The Moment We Activated the World’s Largest Cyclotron

1950 to 1979
Vancouver, British Columbia
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Canada’s first proton beam

On the afternoon of December 15th, 1974, researchers at TRIUMF in Vancouver, B.C. extracted Canada’s first accelerated proton beam. This momentous achievement marked the start of a new era in nuclear and particle physics research in Canada and around the globe.

A cyclotron is a type of particle accelerator in which charged particles in a vertical magnetic field accelerate outward in a spiral pattern, driven by a high-frequency electric field. The cyclotron at TRIUMF is the largest of its kind in the world, measuring almost 18 meters across. It produces intense beams of protons of up to 520 Million electron-Volts (MeV), corresponding to 75% the speed of light. Since 1974, TRIUMF has used the cyclotron’s primary proton beam (and secondary beams of pions, muons, neutrons, and rare isotopes) to conduct pioneering studies and establish Canada as a world leader in nuclear physics, particle physics, molecular and materials science, and nuclear medicine.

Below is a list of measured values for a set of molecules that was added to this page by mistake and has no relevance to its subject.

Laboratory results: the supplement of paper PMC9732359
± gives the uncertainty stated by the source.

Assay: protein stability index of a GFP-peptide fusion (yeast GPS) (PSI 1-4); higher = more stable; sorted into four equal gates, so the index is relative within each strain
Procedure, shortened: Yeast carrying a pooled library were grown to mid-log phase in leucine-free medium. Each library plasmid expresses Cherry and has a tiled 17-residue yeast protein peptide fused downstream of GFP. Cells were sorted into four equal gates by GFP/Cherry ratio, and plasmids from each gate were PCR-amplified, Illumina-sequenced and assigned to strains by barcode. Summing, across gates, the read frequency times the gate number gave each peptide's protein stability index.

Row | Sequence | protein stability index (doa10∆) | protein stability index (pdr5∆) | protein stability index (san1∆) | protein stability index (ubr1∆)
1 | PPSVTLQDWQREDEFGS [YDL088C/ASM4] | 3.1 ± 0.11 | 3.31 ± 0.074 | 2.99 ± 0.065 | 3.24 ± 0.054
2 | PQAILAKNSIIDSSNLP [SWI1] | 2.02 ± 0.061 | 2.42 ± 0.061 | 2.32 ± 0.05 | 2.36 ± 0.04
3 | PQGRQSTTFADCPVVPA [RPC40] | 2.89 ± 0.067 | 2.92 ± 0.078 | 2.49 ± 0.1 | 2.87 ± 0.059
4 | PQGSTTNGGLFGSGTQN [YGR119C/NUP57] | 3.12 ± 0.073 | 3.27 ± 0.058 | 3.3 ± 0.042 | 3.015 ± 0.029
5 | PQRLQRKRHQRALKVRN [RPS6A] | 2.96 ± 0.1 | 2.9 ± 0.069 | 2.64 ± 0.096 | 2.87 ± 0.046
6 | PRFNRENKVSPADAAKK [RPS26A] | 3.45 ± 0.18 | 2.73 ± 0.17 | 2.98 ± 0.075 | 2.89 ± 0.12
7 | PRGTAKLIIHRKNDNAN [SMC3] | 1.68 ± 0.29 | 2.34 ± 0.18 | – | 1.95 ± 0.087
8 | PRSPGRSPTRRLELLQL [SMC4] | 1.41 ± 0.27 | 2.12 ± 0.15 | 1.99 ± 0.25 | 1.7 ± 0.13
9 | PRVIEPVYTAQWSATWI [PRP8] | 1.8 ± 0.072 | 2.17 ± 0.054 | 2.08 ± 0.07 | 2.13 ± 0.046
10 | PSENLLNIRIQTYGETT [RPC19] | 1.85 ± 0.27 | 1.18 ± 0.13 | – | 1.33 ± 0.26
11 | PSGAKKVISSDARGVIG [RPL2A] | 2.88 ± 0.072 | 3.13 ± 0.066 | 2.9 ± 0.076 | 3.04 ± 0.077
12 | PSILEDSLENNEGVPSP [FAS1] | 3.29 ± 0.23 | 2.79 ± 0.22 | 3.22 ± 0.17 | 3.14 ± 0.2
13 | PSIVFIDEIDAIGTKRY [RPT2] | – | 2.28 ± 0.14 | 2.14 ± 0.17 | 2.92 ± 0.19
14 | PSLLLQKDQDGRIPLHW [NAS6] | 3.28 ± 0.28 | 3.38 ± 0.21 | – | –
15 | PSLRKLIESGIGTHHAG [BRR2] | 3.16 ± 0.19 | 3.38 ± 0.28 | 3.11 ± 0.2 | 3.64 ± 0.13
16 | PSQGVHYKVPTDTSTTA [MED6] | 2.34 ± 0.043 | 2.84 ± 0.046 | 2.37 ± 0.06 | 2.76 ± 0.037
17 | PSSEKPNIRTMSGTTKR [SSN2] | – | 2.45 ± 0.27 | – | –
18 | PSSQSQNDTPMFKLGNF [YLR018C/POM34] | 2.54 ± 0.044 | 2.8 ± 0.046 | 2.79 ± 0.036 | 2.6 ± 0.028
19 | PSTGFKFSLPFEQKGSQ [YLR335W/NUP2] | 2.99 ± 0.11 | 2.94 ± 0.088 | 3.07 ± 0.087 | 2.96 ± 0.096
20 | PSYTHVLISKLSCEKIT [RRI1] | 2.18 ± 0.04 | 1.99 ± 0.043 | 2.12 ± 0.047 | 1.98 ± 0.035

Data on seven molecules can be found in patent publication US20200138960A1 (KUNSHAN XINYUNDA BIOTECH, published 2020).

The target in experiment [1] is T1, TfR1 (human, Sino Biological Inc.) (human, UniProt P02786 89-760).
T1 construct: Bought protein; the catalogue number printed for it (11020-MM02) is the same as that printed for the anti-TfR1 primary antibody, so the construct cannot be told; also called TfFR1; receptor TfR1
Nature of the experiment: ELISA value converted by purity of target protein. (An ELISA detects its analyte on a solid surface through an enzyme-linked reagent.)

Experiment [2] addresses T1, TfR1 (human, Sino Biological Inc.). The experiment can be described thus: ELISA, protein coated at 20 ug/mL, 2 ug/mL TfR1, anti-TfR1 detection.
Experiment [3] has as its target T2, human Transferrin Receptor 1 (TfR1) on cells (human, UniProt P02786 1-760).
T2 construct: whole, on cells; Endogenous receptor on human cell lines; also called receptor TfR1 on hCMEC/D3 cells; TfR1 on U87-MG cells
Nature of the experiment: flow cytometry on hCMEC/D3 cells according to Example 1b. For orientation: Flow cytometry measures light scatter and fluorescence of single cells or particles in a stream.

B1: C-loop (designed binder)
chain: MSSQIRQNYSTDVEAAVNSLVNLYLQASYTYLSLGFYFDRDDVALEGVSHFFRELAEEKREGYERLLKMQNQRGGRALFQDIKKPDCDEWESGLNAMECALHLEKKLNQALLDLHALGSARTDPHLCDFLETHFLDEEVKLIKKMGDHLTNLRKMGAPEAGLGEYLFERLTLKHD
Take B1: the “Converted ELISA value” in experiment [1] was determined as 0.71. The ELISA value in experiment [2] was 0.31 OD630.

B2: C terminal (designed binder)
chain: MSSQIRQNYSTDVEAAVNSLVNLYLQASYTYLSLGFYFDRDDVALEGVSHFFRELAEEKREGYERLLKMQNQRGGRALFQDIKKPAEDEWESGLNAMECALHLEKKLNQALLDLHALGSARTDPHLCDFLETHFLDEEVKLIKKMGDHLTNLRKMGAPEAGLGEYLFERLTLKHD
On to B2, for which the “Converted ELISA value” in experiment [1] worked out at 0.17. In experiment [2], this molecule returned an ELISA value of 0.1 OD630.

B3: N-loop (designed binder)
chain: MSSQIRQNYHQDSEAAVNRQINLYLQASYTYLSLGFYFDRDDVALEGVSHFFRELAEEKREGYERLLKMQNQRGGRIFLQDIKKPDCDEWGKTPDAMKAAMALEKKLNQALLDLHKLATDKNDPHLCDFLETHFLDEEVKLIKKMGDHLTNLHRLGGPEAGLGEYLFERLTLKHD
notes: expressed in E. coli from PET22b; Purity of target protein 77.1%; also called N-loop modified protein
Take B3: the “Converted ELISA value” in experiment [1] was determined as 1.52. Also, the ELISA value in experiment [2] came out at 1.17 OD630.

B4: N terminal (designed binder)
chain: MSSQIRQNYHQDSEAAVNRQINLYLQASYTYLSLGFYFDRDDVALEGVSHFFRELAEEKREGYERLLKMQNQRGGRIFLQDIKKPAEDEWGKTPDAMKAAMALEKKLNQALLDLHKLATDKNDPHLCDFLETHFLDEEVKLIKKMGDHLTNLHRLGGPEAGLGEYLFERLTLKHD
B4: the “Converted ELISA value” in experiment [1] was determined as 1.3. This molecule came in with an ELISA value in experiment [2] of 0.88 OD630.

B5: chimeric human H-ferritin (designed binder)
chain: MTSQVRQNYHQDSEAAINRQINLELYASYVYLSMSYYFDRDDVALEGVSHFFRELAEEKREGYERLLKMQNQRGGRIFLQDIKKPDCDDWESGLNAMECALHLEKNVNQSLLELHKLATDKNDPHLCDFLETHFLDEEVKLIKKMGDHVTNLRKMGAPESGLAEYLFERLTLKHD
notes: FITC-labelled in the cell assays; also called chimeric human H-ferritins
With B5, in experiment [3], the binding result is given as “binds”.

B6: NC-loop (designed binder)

The Institute of Electrical and Electronics Engineers (IEEE), the world’s largest professional association for the advancement of technology, recognized the first high-energy proton beam extraction as a historic engineering milestone in 2010. “The cyclotron’s longevity underscores the quality of the initial design and engineering of the TRIUMF 500 MeV cyclotron,” said Dr. David G. Michelson, IEEE Chair and member of the Department of Electrical and Computer Engineering at the University of British Columbia. “Thirty-five years after the first full energy proton beam was extracted, the cyclotron is still the main engine of TRIUMF’s world-leading research program.”

With ongoing support from the Government of Canada, the 520 MeV cyclotron will continue to support cutting-edge research initiatives and technology development, including the production of medical isotopes for disease imaging, treatment, and research; proton-beam therapy for ocular melanoma; irradiation testing of aerospace components; characterising quantum materials; and many more new and exciting projects.


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